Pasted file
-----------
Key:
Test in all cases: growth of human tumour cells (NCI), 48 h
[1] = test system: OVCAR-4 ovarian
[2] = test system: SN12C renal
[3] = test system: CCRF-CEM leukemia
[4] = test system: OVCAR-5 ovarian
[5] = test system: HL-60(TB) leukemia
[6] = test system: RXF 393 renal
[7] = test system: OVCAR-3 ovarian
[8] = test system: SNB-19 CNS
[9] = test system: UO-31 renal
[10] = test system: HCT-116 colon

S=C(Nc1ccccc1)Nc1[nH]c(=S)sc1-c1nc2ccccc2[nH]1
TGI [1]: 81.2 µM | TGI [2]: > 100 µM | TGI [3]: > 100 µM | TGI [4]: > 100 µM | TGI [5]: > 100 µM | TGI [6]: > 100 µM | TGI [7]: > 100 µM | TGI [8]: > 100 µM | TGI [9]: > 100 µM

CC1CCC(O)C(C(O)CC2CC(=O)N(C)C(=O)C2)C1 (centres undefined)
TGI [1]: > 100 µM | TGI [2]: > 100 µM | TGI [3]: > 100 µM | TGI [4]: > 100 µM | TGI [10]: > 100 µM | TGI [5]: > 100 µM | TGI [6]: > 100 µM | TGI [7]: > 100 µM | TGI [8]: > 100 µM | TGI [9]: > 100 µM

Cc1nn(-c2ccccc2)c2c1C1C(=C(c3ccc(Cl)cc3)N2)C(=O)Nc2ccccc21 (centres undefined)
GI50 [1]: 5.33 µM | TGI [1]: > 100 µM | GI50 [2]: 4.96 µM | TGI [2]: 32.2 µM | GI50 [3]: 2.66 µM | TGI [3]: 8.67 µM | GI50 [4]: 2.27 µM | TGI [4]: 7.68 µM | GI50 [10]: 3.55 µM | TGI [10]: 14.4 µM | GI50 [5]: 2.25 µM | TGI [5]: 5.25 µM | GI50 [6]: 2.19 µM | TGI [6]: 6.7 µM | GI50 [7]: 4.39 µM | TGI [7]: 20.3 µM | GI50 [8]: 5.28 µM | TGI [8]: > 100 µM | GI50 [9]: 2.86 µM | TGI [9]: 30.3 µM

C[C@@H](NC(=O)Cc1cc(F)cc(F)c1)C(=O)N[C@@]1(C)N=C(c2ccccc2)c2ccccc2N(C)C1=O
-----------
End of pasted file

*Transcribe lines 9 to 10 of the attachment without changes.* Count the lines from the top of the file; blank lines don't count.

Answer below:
[7] = test system: OVCAR-3 ovarian
[8] = test system: SNB-19 CNS